Amnesty plan for illegal gypsy sites

PUBLISHED: 12:19 15 September 2006 | UPDATED: 19:48 01 June 2010

ILLEGAL gypsy sites which can prove they have operated in Fenland without any trouble will be given an amnesty and made official. The recommendation is in a report from Fenland District Council, due to be debated by councillors yesterday (Thursday). The p

ILLEGAL gypsy sites which can prove they have operated in Fenland without any trouble will be given an amnesty and made official.

The recommendation is in a report from Fenland District Council, due to be debated by councillors yesterday (Thursday).

The proposals form part of a 112-page local development framework document which sets out the district's preferred policy options for the next 15 years.

Chris Hodson, the report's author, tells councillors: "Any such site with an existing continuous use for more than 10 years, and no evidence of enforcement on the site, will be treated as having authorised use."

He said the 2006 Traveller Needs Assessment found some needs were being catered for through small unauthorised sites.

This provision was found to be less problematic in Fenland than in other districts because the sites were usually small and family-run. This avoided the transit problems in other districts.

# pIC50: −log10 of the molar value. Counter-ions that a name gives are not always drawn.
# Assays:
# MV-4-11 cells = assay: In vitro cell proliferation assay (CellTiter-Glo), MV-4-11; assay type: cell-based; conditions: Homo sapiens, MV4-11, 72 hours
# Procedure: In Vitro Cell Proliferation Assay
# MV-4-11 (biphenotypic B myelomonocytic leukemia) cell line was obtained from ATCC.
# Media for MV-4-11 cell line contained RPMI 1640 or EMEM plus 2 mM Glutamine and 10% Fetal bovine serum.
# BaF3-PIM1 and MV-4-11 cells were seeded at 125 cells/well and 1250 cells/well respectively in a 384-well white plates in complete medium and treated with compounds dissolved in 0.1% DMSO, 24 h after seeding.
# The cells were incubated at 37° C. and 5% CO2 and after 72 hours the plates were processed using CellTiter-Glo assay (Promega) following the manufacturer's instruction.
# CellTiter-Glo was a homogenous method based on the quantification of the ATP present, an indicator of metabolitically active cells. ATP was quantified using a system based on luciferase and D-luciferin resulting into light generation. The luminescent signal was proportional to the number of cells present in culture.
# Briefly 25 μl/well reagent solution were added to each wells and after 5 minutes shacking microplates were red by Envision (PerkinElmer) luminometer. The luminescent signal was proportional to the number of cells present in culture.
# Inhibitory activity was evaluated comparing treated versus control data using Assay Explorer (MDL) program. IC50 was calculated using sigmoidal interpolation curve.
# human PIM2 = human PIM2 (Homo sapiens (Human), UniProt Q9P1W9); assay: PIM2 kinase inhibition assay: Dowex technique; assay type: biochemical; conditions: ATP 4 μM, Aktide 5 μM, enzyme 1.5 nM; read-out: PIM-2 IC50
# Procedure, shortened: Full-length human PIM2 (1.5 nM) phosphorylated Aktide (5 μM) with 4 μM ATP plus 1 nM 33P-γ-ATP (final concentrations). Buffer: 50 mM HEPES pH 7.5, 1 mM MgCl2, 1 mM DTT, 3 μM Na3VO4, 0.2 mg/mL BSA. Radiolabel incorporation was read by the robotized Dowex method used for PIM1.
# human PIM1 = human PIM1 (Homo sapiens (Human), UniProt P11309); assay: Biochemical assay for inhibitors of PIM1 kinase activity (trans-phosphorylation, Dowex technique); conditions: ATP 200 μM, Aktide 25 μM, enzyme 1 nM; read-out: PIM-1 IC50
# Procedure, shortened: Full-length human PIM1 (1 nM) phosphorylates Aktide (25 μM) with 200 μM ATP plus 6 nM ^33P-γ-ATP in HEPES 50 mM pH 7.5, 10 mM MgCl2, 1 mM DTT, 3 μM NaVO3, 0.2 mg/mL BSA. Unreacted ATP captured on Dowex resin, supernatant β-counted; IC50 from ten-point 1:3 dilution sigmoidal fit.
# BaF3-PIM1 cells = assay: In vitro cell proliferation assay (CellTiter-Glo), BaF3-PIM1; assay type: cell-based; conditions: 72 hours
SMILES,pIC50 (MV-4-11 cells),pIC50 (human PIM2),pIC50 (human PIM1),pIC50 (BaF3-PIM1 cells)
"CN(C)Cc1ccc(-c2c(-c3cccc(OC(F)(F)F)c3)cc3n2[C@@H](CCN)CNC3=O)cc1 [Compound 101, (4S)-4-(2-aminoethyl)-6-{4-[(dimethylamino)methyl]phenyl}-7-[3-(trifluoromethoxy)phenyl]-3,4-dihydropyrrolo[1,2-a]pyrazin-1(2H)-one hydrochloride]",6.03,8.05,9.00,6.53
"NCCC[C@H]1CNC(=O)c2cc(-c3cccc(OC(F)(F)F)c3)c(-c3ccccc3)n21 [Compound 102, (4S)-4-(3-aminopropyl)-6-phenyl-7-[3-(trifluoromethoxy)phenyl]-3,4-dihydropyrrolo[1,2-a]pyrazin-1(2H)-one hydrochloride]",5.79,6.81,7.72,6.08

By legitimising sites that have previously been unauthorised, he believes this will go some way to helping the council meet its obligations towards the travelling community.

The council also intends to allocate specific sites - at a later date - for "gypsies and travelling showpeople".

Mr Hodson, Fenland's planning policy manager, says: "Fenland has the second highest count figure in the study area. The assessment identifies a need in Fenland from 2005-10 for 160 permanent pitches and a further 45 to meet potential needs from unauthorised sites.

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